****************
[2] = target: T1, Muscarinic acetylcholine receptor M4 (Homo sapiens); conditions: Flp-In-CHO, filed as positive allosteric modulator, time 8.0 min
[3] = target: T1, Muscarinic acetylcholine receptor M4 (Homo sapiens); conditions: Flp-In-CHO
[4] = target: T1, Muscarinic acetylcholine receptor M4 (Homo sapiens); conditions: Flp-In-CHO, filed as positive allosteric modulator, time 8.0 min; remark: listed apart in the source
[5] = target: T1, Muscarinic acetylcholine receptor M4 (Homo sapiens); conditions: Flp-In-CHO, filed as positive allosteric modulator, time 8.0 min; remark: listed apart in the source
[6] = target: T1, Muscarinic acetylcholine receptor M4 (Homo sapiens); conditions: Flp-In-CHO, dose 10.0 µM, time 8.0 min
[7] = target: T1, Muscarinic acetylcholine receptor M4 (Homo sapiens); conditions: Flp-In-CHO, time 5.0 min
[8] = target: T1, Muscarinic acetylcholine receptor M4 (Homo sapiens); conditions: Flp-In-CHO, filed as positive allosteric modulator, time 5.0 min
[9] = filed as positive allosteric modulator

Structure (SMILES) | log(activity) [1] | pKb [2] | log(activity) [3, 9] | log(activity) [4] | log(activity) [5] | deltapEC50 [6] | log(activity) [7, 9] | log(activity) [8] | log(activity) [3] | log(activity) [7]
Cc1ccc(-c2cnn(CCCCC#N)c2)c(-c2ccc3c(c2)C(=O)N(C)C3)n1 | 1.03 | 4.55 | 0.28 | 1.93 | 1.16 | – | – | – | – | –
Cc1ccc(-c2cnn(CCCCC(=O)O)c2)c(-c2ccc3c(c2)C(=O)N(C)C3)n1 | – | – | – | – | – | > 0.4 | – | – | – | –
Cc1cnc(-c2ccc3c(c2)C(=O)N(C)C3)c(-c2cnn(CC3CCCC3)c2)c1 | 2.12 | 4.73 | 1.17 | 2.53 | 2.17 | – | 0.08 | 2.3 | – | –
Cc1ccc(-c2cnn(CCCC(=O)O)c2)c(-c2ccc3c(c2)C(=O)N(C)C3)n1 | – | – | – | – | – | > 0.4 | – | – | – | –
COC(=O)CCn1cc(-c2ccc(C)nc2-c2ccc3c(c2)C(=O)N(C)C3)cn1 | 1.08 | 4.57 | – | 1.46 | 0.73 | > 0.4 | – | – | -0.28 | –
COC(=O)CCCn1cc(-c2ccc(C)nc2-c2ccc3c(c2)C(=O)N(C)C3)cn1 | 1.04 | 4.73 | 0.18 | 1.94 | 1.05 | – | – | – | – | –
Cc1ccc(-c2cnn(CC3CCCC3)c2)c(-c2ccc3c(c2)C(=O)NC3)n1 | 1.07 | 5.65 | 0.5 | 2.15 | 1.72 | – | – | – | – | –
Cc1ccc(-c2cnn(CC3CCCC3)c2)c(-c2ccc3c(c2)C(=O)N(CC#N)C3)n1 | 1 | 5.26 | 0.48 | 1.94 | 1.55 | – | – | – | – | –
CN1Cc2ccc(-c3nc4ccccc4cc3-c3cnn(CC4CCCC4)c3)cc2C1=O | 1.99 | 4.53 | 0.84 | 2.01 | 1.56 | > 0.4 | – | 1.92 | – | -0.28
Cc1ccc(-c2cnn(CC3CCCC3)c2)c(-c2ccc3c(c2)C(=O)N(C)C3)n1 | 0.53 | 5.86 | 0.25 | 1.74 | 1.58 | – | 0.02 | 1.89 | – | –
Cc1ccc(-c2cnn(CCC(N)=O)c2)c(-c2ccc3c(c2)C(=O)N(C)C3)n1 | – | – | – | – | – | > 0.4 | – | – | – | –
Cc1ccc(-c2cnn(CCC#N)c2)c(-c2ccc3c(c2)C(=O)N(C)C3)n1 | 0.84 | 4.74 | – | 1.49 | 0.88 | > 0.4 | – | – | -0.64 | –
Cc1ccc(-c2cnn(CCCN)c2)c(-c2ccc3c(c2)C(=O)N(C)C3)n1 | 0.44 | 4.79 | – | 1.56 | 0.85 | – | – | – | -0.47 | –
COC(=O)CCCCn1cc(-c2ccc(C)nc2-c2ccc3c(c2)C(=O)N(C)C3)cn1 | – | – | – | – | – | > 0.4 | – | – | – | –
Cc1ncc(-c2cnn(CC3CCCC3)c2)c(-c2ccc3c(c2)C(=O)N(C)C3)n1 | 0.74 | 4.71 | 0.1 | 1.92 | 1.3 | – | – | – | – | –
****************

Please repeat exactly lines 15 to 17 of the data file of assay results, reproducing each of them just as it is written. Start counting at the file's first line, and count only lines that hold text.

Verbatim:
COC(=O)CCCn1cc(-c2ccc(C)nc2-c2ccc3c(c2)C(=O)N(C)C3)cn1 | 1.04 | 4.73 | 0.18 | 1.94 | 1.05 | – | – | – | – | –
Cc1ccc(-c2cnn(CC3CCCC3)c2)c(-c2ccc3c(c2)C(=O)NC3)n1 | 1.07 | 5.65 | 0.5 | 2.15 | 1.72 | – | – | – | – | –
Cc1ccc(-c2cnn(CC3CCCC3)c2)c(-c2ccc3c(c2)C(=O)N(CC#N)C3)n1 | 1 | 5.26 | 0.48 | 1.94 | 1.55 | – | – | – | – | –